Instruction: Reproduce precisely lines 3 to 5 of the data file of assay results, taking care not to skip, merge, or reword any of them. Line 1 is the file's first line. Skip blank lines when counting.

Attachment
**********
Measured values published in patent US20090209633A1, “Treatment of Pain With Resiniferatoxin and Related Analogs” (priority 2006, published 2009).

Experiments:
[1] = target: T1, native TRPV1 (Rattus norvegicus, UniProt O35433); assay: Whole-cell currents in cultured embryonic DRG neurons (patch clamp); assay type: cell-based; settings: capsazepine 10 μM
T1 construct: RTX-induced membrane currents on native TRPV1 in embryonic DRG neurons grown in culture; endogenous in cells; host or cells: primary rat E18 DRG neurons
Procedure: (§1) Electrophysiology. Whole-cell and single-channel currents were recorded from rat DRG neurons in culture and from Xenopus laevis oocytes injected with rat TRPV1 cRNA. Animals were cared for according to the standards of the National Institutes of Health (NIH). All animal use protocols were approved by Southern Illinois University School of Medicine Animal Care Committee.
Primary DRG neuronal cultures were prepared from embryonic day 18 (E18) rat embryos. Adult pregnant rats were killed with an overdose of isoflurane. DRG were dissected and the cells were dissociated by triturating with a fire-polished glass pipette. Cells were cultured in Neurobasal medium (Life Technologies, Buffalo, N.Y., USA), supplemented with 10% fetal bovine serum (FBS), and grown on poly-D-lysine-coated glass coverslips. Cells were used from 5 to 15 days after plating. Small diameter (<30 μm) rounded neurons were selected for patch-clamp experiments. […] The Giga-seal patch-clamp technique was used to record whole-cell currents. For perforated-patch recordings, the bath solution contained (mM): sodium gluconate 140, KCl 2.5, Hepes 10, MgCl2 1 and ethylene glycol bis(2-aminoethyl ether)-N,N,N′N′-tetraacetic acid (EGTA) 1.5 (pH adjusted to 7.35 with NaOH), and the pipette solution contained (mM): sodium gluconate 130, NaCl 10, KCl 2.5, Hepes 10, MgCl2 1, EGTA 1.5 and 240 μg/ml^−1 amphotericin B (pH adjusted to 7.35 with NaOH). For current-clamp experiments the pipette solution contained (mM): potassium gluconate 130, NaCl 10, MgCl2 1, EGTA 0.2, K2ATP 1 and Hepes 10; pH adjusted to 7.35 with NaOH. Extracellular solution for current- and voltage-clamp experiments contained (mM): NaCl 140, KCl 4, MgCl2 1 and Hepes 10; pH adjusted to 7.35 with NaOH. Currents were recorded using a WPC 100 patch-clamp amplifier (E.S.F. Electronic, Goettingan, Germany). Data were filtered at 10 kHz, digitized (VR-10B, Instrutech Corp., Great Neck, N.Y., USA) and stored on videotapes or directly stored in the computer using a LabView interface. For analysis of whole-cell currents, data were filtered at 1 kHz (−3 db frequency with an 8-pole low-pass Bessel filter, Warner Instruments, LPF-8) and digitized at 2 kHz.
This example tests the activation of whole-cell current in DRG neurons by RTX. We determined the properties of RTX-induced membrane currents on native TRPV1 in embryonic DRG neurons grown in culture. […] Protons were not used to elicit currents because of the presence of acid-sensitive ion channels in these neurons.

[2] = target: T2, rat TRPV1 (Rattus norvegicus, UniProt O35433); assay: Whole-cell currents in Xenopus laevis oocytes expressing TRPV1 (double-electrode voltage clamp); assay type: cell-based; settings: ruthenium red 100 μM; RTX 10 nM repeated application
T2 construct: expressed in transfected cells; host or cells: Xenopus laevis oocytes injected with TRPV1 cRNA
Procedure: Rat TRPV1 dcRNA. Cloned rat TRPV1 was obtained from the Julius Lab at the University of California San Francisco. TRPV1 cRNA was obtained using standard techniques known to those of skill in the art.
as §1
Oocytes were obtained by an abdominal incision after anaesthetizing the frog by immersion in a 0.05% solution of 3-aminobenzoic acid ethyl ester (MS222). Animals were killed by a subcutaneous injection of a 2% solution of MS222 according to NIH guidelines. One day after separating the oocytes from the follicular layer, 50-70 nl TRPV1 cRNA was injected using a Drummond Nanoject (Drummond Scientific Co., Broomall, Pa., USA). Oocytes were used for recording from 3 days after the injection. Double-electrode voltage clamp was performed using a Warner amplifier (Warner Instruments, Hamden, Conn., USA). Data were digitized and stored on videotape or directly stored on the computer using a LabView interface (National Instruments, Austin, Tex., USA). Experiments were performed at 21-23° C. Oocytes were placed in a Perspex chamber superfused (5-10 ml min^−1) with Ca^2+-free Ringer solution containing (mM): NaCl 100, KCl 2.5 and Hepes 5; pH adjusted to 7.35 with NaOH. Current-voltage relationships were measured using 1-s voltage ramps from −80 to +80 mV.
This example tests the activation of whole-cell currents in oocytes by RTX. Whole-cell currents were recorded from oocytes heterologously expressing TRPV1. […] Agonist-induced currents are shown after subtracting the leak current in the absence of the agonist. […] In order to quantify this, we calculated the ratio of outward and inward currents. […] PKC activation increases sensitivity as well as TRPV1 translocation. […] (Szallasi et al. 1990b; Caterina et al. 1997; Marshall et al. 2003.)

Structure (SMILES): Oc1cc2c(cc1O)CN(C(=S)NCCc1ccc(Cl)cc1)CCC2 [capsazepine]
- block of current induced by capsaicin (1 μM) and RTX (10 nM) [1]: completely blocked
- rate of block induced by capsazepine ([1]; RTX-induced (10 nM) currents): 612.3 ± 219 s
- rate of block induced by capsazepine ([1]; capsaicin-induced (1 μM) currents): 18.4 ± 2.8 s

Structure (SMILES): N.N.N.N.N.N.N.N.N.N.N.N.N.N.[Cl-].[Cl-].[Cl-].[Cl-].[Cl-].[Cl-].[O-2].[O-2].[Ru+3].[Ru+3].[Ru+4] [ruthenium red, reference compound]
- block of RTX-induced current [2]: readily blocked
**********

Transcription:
[1] = target: T1, native TRPV1 (Rattus norvegicus, UniProt O35433); assay: Whole-cell currents in cultured embryonic DRG neurons (patch clamp); assay type: cell-based; settings: capsazepine 10 μM
T1 construct: RTX-induced membrane currents on native TRPV1 in embryonic DRG neurons grown in culture; endogenous in cells; host or cells: primary rat E18 DRG neurons
Procedure: (§1) Electrophysiology. Whole-cell and single-channel currents were recorded from rat DRG neurons in culture and from Xenopus laevis oocytes injected with rat TRPV1 cRNA. Animals were cared for according to the standards of the National Institutes of Health (NIH). All animal use protocols were approved by Southern Illinois University School of Medicine Animal Care Committee.